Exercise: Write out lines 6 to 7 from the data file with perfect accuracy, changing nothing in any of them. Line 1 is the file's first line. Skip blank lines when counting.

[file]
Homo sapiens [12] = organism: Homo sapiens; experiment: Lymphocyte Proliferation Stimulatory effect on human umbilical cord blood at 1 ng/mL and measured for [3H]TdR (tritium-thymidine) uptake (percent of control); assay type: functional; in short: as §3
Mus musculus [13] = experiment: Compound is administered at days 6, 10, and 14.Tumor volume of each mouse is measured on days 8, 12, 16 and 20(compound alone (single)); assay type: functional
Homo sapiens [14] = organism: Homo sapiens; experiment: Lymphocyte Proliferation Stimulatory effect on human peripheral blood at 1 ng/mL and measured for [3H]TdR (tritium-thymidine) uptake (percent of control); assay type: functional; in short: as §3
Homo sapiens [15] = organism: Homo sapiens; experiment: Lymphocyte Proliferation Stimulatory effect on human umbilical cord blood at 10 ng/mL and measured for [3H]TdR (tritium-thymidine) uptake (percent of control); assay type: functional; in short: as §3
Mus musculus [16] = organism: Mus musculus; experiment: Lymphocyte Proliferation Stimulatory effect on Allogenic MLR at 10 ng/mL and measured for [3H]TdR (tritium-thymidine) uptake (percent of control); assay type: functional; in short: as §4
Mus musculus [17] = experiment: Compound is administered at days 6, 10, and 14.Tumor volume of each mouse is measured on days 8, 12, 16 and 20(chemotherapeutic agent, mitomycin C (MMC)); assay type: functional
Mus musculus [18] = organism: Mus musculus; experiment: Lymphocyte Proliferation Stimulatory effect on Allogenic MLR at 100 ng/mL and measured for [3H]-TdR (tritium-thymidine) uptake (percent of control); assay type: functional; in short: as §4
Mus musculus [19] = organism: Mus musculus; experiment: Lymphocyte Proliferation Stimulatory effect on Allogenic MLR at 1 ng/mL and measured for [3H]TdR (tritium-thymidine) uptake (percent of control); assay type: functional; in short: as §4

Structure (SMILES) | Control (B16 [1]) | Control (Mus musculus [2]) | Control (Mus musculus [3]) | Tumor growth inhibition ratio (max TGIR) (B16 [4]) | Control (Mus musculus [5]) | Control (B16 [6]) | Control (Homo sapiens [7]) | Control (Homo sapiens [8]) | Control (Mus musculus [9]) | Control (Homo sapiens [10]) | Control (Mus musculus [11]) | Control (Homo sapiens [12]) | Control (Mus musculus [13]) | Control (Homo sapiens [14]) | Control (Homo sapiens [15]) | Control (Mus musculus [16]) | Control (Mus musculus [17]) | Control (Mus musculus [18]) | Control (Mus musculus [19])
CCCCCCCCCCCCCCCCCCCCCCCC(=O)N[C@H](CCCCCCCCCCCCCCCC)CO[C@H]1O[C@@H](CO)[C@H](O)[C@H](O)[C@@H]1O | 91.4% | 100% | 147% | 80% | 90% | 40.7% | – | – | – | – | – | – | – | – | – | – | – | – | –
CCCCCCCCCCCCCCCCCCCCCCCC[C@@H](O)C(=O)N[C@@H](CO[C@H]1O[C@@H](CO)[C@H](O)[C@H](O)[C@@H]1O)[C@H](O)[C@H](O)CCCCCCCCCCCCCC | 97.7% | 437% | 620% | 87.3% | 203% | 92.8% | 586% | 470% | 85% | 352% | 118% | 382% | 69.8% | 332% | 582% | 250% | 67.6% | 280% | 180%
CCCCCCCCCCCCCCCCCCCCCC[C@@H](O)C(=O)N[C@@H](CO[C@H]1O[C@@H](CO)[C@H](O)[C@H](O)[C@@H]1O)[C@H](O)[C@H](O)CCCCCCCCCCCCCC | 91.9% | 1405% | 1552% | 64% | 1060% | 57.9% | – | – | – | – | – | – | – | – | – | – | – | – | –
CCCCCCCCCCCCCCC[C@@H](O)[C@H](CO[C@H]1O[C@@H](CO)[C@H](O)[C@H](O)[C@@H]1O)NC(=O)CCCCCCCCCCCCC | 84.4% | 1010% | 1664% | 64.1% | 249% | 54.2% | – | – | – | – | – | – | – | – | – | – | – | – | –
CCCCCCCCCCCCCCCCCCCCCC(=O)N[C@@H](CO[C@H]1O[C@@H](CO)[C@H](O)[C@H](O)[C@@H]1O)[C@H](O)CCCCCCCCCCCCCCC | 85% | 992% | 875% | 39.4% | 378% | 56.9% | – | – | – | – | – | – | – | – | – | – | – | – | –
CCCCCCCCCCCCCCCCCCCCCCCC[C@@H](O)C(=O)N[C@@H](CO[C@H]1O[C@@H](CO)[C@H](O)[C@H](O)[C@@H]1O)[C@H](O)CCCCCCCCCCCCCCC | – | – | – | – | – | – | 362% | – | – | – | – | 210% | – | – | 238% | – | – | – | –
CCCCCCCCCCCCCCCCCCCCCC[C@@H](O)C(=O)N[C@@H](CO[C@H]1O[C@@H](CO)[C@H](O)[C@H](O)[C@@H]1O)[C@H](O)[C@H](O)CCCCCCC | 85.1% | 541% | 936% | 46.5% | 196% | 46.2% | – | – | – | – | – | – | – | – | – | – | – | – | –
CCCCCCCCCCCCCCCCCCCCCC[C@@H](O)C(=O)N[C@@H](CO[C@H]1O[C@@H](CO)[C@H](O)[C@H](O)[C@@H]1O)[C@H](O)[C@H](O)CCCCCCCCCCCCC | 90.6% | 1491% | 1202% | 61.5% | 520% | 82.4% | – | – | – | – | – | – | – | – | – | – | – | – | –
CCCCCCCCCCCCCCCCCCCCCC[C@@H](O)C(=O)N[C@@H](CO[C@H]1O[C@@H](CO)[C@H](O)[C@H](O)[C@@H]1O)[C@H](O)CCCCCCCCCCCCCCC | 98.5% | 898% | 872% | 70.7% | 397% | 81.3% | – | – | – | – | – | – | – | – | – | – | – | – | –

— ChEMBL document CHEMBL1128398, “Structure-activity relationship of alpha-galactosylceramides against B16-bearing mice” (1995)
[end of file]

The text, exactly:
Mus musculus [17] = experiment: Compound is administered at days 6, 10, and 14.Tumor volume of each mouse is measured on days 8, 12, 16 and 20(chemotherapeutic agent, mitomycin C (MMC)); assay type: functional
Mus musculus [18] = organism: Mus musculus; experiment: Lymphocyte Proliferation Stimulatory effect on Allogenic MLR at 100 ng/mL and measured for [3H]-TdR (tritium-thymidine) uptake (percent of control); assay type: functional; in short: as §4